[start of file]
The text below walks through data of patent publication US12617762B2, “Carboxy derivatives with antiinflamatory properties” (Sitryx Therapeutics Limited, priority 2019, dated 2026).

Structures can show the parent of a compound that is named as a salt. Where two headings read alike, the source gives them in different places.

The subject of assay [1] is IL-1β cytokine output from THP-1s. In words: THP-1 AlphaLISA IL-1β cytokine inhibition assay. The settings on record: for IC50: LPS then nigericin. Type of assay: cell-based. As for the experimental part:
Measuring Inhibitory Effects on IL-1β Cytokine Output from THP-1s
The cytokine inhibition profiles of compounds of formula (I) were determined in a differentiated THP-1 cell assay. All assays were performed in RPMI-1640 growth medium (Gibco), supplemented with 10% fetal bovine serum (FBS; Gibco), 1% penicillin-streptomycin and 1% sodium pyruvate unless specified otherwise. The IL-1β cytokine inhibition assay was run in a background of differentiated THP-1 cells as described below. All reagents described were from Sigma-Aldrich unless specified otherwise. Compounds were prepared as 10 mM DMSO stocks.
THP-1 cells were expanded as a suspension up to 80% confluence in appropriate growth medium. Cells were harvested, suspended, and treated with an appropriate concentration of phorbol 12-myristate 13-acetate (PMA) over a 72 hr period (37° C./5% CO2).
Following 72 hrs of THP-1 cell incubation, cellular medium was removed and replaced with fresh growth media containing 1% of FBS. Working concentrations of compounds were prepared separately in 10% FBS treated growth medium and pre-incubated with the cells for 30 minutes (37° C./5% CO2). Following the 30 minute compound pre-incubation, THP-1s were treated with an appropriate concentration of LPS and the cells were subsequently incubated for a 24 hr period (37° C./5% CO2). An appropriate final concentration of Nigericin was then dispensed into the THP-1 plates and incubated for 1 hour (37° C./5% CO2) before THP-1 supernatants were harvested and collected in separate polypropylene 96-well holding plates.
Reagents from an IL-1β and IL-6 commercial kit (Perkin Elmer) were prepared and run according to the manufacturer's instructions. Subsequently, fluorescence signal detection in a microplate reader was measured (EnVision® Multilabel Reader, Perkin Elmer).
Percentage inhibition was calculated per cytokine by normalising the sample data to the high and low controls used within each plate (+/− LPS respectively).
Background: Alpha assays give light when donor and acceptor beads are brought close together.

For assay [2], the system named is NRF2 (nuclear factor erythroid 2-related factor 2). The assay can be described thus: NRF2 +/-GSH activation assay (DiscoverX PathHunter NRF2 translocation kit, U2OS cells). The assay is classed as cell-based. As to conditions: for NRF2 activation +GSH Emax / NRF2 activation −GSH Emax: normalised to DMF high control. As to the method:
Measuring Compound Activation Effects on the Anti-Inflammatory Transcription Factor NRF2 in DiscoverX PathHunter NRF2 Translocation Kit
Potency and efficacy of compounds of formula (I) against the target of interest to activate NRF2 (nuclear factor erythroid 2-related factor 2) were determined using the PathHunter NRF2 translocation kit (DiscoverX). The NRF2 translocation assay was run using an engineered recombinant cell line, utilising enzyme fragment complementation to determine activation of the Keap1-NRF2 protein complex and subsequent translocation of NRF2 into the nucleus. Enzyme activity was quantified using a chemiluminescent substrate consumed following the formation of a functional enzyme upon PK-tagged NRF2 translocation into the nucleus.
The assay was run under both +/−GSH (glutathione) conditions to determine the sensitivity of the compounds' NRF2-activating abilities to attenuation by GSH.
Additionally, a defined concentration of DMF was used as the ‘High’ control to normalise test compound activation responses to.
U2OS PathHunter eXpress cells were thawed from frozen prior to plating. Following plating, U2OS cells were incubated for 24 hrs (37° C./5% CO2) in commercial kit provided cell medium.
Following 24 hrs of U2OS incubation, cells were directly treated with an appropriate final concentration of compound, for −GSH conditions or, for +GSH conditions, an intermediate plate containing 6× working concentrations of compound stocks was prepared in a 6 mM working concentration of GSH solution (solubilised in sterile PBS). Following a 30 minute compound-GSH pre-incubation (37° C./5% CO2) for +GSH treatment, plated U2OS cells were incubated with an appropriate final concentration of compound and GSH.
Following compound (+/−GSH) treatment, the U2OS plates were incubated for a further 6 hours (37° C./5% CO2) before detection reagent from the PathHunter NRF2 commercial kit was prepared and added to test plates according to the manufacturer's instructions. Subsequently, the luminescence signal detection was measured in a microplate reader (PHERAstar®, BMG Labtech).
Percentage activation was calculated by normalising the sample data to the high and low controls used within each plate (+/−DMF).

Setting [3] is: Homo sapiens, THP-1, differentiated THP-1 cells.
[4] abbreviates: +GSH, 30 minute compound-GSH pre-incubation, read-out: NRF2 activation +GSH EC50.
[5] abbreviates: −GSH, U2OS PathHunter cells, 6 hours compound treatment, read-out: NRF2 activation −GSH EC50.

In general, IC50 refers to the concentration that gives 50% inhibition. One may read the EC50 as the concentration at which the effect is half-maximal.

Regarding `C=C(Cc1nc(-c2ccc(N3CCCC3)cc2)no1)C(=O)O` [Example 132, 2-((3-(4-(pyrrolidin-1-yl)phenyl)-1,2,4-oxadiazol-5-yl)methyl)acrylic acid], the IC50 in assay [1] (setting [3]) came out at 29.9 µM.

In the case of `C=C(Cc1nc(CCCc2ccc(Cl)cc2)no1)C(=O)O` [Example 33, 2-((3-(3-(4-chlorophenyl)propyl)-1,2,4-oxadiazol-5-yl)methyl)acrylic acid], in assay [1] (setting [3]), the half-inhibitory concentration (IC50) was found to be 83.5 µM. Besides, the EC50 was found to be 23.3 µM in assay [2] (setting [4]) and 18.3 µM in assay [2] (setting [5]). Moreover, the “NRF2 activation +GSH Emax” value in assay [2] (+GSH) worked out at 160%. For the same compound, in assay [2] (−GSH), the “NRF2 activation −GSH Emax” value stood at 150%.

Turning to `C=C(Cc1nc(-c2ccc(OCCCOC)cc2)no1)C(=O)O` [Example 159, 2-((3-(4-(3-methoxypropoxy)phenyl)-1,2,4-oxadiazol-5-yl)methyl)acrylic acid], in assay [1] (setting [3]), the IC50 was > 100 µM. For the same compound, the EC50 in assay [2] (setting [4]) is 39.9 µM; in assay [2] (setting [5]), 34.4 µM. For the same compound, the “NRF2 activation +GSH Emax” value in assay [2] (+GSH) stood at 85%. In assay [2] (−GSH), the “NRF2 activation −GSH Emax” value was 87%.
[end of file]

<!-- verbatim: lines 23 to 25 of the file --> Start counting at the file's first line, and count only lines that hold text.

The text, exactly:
In general, IC50 refers to the concentration that gives 50% inhibition. One may read the EC50 as the concentration at which the effect is half-maximal.

Regarding `C=C(Cc1nc(-c2ccc(N3CCCC3)cc2)no1)C(=O)O` [Example 132, 2-((3-(4-(pyrrolidin-1-yl)phenyl)-1,2,4-oxadiazol-5-yl)methyl)acrylic acid], the IC50 in assay [1] (setting [3]) came out at 29.9 µM.

In the case of `C=C(Cc1nc(CCCc2ccc(Cl)cc2)no1)C(=O)O` [Example 33, 2-((3-(3-(4-chlorophenyl)propyl)-1,2,4-oxadiazol-5-yl)methyl)acrylic acid], in assay [1] (setting [3]), the half-inhibitory concentration (IC50) was found to be 83.5 µM. Besides, the EC50 was found to be 23.3 µM in assay [2] (setting [4]) and 18.3 µM in assay [2] (setting [5]). Moreover, the “NRF2 activation +GSH Emax” value in assay [2] (+GSH) worked out at 160%. For the same compound, in assay [2] (−GSH), the “NRF2 activation −GSH Emax” value stood at 150%.